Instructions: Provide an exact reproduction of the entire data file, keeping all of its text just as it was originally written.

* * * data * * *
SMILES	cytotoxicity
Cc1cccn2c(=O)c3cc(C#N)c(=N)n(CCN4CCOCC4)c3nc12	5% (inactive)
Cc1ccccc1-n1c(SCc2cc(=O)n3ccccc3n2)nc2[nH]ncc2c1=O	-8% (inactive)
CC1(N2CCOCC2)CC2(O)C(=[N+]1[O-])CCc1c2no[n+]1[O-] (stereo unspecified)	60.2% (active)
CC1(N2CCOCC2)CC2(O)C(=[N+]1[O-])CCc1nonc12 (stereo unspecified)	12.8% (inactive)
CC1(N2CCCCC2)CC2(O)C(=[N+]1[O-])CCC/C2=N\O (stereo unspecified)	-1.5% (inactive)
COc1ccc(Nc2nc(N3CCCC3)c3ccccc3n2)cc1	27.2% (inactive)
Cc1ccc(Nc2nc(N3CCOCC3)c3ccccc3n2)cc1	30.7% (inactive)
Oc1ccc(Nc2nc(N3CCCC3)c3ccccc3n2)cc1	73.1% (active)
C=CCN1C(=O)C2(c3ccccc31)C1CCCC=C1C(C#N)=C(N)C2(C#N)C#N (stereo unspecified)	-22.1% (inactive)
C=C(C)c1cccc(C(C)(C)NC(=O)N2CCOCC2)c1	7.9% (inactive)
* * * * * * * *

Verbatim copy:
SMILES	cytotoxicity
Cc1cccn2c(=O)c3cc(C#N)c(=N)n(CCN4CCOCC4)c3nc12	5% (inactive)
Cc1ccccc1-n1c(SCc2cc(=O)n3ccccc3n2)nc2[nH]ncc2c1=O	-8% (inactive)
CC1(N2CCOCC2)CC2(O)C(=[N+]1[O-])CCc1c2no[n+]1[O-] (stereo unspecified)	60.2% (active)
CC1(N2CCOCC2)CC2(O)C(=[N+]1[O-])CCc1nonc12 (stereo unspecified)	12.8% (inactive)
CC1(N2CCCCC2)CC2(O)C(=[N+]1[O-])CCC/C2=N\O (stereo unspecified)	-1.5% (inactive)
COc1ccc(Nc2nc(N3CCCC3)c3ccccc3n2)cc1	27.2% (inactive)
Cc1ccc(Nc2nc(N3CCOCC3)c3ccccc3n2)cc1	30.7% (inactive)
Oc1ccc(Nc2nc(N3CCCC3)c3ccccc3n2)cc1	73.1% (active)
C=CCN1C(=O)C2(c3ccccc31)C1CCCC=C1C(C#N)=C(N)C2(C#N)C#N (stereo unspecified)	-22.1% (inactive)
C=C(C)c1cccc(C(C)(C)NC(=O)N2CCOCC2)c1	7.9% (inactive)